Retailing and wholesaling involve related but different skill sets. Identifying a core competency and staying with it is a smart move. Wholesaling faces a challenging future, so divided attention would make success difficult. Focus will be needed.

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Camille P. Schuster, Ph.D., President, Global Collaborations, Inc.

Supervalu has been through the ringer lately, and IMO, they have a tough road ahead. The supermarket game has changed dramatically in the last 10 years, and even though they have some good banner stores, the independent stores they distribute to are under intense competition. Everybody sells groceries, and the cost of goods being shipped into most independent stores can not compete on the level of the big boys and the dollar formats, which puts the retailers at a built-in disadvantage.

Customers who shop local markets like the convenience and the service, but are more unwilling to pay for it in terms of price. This has created more stress for the stores, as they struggle with ways to increase sales per-customer, as many shop four or five stores to save money. Gourmet items and signature foods aside, the bottom lines of many stores continue to erode, as the labor costs continue to outpace revenue. I remember Flemming, when they were the biggest wholesaler in the country, and many other wholesalers who have merged or gone away. Can Supervalu survive on independents growing? I don't know, but it is going to be tough, as demand for extreme value continues to stay strong, leaving many local stores struggling.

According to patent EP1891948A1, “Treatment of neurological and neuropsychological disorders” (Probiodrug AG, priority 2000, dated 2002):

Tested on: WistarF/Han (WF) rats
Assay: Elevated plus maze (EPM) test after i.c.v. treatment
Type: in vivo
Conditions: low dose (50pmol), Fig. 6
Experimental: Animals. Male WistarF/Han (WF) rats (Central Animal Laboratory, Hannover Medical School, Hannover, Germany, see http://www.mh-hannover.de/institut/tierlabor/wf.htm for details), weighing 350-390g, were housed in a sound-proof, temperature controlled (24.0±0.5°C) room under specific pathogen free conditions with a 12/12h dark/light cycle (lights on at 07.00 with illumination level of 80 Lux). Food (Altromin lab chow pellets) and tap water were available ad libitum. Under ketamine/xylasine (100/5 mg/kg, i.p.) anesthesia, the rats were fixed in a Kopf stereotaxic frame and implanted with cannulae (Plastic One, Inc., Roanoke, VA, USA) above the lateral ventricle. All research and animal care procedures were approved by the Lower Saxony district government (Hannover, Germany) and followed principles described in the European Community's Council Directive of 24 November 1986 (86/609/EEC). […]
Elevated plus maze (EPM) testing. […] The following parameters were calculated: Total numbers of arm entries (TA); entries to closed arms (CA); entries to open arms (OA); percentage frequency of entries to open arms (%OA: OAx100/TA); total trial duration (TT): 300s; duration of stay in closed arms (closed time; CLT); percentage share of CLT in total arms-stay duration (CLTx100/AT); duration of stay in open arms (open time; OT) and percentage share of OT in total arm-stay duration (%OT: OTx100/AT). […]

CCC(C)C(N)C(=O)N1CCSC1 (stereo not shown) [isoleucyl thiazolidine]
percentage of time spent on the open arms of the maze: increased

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Tony Orlando, Owner, Tony O's Supermarket & Catering

Having strategic clarity goes a long way to simplifying the business and guiding organizational direction and team actions. Mr. Duncan has done a terrific job in focusing the company on the wholesale business so Supervalu can leverage its long-standing wholesale culture—people, systems, processes and history—to a more tenable future success.

Keys to success: their ability to make independents competitive in a crowded food retailing market. That will mean having the right systems, technology and communications to help their customers with the back-office and supply chain capabilities, to deliver on the right assortments based on local demands, and keeping them in-stock and on-time with competitive prices.

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Mohamed Amer, Global Head of Strategic Communications, Consumer Industries, SAP

Supervalu was never a good retailer, ever. So why keep trying to do things you are not good at and will never be good at? Yes, Supervalu is better off leaving the retailing to successful and proven retailers. The keys to successful grocery wholesaling are just the usual canned answers; better buying, distributing and supplying good retailers. Develop new business, don't buy new business.